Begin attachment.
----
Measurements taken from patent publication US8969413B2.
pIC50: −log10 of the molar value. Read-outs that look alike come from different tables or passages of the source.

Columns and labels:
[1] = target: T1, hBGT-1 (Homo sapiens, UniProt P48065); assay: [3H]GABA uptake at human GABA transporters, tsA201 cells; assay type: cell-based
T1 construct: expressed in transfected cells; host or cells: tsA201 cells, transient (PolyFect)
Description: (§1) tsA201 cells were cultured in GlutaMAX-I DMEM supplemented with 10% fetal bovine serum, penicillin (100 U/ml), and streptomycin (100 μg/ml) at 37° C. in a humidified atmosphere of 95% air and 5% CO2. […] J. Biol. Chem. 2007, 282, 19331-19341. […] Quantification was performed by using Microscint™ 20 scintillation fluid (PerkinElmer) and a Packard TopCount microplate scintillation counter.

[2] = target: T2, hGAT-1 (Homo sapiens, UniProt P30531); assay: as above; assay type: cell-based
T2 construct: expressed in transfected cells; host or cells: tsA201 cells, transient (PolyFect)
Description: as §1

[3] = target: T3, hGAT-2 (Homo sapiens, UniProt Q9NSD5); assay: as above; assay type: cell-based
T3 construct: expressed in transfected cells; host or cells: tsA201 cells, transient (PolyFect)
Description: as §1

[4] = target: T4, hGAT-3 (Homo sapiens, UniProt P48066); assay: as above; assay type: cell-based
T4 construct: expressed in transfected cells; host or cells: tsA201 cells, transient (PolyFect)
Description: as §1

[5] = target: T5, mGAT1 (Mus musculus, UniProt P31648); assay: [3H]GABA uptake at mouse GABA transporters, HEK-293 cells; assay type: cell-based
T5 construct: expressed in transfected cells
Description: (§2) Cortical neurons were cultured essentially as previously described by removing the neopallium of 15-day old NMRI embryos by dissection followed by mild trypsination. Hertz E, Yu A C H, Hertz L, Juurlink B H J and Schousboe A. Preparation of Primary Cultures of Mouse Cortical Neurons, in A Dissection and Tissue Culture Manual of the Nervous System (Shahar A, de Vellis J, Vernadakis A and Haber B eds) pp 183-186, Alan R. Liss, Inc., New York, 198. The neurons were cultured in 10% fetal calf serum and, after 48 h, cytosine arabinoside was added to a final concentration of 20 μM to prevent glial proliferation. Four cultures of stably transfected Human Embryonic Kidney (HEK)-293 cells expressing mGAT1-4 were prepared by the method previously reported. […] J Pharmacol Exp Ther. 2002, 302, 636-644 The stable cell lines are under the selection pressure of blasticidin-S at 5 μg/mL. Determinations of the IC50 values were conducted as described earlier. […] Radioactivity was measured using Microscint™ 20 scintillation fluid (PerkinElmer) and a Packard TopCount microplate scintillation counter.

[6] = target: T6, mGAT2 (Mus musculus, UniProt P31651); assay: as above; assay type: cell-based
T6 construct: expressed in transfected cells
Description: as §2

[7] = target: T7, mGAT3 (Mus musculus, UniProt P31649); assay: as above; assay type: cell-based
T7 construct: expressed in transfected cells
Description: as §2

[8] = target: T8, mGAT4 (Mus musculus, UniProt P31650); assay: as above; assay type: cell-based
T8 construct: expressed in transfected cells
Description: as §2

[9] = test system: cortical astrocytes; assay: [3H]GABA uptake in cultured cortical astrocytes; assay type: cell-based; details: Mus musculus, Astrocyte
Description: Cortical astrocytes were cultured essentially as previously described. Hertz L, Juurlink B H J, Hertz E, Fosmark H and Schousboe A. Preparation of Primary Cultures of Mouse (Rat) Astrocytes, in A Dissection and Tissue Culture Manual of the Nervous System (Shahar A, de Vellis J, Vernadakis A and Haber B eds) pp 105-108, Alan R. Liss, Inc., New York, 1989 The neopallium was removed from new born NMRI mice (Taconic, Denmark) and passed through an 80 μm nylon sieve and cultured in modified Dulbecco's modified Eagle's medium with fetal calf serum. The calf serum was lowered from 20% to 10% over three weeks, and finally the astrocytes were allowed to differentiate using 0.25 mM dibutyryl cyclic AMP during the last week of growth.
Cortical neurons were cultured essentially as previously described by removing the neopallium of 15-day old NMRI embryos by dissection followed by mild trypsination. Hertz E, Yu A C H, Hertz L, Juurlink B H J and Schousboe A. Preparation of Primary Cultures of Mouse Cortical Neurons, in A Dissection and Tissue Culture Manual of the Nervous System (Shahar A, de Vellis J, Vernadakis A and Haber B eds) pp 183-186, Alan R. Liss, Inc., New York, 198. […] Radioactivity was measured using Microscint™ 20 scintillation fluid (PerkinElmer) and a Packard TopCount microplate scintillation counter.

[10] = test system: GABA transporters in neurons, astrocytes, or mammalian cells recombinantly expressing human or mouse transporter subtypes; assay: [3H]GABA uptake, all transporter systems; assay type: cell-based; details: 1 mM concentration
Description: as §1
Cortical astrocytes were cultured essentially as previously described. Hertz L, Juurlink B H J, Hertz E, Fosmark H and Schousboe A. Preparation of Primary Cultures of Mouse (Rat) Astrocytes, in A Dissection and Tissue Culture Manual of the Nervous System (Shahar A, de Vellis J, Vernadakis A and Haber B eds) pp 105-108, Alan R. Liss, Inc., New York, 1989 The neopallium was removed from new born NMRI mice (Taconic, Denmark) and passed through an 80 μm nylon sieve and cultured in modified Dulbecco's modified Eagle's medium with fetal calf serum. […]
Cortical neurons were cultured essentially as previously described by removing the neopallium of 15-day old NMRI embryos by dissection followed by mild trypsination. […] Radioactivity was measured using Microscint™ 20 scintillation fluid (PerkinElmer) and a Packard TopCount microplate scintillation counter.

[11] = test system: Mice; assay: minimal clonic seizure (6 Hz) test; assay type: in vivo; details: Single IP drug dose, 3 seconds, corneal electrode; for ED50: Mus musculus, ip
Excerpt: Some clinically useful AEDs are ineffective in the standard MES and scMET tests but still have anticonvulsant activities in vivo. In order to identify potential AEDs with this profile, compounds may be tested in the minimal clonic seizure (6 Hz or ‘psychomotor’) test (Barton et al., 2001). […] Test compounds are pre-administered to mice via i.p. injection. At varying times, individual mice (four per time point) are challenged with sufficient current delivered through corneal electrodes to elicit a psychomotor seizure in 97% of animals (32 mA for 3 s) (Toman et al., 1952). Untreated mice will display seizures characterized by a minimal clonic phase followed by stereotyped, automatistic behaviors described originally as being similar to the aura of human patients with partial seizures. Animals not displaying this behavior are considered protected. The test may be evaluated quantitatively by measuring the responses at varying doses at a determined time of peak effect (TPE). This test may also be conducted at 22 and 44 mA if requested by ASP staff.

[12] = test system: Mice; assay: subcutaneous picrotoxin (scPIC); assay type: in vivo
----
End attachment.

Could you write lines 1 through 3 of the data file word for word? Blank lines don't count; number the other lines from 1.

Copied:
Measurements taken from patent publication US8969413B2.
pIC50: −log10 of the molar value. Read-outs that look alike come from different tables or passages of the source.

Columns and labels: